Over 700 Barges Stranded by Mississippi River Closure in Memphis Due to Bridge Crack
The U.S. Coast Guard said 44 vessels with a total of 709 barges are now in the queue as a 1-miles stretch of the Mississippi River remains closed after a...
Recent news that the EU would most likely take over the US role of hosting an international exchange of LRIT (Long-Range Identification and Tracking Systems) data from SOLAS ships is only the latest development in a long trend of increasing ship monitoring.
From prior experience writing about AIS, I know monitoring raises concerns in seafarers. Regulators and owners, on the other hand, are generally positive. In many highly trafficked areas, governments use monitoring to set up and control the flow of ships.
This article kicks off a study into how different companies and nations are using monitoring, to make shipping operations safer, more profitable, more predictable and less likely to cause pollution. How is data being collected, transmitted, shared, purchased and manipulated?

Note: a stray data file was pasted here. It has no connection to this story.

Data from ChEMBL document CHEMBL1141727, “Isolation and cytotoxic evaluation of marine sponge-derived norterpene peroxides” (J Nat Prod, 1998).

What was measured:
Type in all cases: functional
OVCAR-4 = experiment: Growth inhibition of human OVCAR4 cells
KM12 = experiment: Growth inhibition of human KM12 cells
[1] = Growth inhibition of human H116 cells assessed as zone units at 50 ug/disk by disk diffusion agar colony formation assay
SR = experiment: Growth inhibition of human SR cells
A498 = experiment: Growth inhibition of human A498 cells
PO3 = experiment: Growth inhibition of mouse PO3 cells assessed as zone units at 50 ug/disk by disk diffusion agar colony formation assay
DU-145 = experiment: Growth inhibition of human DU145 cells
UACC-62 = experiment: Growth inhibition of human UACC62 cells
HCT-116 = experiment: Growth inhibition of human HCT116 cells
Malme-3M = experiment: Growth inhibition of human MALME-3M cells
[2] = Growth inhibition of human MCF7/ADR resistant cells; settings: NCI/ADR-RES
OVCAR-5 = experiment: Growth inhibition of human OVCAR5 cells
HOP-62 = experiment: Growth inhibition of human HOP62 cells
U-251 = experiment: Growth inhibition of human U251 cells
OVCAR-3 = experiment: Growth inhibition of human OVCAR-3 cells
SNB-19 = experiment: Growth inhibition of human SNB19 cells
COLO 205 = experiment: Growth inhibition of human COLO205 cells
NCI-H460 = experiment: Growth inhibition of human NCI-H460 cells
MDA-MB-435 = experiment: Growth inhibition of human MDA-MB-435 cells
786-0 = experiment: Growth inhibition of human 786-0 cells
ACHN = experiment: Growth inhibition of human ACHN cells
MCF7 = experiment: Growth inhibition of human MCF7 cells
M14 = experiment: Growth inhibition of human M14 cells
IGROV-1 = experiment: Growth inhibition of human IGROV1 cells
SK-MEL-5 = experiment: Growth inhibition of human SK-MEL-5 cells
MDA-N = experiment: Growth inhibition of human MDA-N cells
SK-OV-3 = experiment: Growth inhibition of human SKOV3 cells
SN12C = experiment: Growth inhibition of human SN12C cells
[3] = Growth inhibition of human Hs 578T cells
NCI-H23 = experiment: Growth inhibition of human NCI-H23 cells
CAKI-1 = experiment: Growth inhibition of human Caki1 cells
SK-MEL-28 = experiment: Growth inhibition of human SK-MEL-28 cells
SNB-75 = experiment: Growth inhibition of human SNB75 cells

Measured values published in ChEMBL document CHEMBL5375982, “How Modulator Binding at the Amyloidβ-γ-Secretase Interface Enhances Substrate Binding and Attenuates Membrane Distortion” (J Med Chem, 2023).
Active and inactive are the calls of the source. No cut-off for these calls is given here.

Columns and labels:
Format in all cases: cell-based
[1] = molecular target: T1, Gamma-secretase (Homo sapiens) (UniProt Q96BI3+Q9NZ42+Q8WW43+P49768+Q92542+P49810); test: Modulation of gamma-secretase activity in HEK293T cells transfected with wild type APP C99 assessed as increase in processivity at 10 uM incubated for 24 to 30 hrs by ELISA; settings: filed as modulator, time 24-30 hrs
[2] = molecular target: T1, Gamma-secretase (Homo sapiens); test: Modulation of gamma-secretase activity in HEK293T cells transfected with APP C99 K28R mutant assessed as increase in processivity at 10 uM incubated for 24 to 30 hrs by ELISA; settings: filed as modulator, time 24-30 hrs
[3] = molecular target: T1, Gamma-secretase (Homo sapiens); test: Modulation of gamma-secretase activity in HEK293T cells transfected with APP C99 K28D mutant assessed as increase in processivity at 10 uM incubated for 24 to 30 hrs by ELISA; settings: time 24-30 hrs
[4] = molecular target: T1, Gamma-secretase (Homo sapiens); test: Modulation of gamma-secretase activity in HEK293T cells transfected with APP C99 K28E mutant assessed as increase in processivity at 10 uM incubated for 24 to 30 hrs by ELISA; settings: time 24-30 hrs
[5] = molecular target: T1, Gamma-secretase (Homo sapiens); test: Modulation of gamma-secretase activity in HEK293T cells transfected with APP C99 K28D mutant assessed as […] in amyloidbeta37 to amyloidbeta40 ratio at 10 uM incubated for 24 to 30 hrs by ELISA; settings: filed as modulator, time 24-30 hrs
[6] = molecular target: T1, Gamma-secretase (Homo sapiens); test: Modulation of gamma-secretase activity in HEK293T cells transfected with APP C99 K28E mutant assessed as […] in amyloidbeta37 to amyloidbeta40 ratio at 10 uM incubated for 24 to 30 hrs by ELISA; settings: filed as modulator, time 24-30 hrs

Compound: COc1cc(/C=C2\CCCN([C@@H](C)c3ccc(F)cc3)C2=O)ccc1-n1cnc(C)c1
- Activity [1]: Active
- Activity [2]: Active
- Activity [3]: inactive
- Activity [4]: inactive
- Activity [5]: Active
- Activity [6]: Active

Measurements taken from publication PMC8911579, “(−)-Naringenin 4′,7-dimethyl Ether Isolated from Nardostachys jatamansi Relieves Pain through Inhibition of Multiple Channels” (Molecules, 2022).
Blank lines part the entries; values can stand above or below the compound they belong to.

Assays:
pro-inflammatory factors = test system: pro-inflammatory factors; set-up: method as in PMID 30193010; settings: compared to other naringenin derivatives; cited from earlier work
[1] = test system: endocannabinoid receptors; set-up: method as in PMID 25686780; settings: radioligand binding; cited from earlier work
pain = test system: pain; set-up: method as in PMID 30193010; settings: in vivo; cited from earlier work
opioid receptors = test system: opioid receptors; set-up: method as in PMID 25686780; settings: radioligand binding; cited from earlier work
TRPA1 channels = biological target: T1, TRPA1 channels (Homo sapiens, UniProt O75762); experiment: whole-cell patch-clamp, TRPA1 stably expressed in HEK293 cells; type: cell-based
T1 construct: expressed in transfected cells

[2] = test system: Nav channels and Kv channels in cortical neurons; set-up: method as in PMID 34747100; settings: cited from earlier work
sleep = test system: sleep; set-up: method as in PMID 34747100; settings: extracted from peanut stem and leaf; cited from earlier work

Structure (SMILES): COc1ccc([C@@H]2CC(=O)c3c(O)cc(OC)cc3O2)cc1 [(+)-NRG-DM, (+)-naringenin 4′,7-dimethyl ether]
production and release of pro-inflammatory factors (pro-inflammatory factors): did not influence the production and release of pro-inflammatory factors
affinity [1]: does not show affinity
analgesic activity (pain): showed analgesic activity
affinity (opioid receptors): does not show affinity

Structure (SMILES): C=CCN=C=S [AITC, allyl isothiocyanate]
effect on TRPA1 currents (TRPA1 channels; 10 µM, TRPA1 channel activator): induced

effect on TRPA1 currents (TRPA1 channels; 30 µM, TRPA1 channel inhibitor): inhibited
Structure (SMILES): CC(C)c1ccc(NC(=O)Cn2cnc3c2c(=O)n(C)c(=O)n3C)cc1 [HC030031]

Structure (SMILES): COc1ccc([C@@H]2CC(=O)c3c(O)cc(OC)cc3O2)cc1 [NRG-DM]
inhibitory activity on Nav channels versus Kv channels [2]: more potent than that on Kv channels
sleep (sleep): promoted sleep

What are the arguments for and against monitoring technology? Which companies are making innovative monitoring-related products and services? And which nations are setting up transit corridors, where are they doing it and where are they thinking about doing it?
Along with my own reports and entries published here, I will also start a series of discussions that aim to address different aspects of this story:
In order to provide a way for those who are interested to follow all of these discussions simultaneously, I set up a daughter blog called “Monitor” that gathers all input into a single presentation. You can also follow the discussion on 59° 56′ N
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